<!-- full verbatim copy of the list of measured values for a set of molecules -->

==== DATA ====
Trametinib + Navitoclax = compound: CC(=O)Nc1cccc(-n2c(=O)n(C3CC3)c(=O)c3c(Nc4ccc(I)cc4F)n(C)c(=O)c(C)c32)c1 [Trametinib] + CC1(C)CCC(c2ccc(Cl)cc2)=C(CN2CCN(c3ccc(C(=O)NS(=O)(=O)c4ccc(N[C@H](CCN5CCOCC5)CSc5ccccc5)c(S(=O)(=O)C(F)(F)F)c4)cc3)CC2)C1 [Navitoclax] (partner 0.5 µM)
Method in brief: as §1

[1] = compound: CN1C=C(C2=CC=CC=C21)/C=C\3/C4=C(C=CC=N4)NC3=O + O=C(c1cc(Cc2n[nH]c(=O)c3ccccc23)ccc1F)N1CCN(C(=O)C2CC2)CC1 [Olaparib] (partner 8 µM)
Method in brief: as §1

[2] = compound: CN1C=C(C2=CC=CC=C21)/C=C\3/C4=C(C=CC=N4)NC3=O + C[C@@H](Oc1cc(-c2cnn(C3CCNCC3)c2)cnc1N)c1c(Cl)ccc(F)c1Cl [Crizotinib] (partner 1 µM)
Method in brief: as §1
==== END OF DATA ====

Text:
Trametinib + Navitoclax = compound: CC(=O)Nc1cccc(-n2c(=O)n(C3CC3)c(=O)c3c(Nc4ccc(I)cc4F)n(C)c(=O)c(C)c32)c1 [Trametinib] + CC1(C)CCC(c2ccc(Cl)cc2)=C(CN2CCN(c3ccc(C(=O)NS(=O)(=O)c4ccc(N[C@H](CCN5CCOCC5)CSc5ccccc5)c(S(=O)(=O)C(F)(F)F)c4)cc3)CC2)C1 [Navitoclax] (partner 0.5 µM)
Method in brief: as §1

[1] = compound: CN1C=C(C2=CC=CC=C21)/C=C\3/C4=C(C=CC=N4)NC3=O + O=C(c1cc(Cc2n[nH]c(=O)c3ccccc23)ccc1F)N1CCN(C(=O)C2CC2)CC1 [Olaparib] (partner 8 µM)
Method in brief: as §1

[2] = compound: CN1C=C(C2=CC=CC=C21)/C=C\3/C4=C(C=CC=N4)NC3=O + C[C@@H](Oc1cc(-c2cnn(C3CCNCC3)c2)cnc1N)c1c(Cl)ccc(F)c1Cl [Crizotinib] (partner 1 µM)
Method in brief: as §1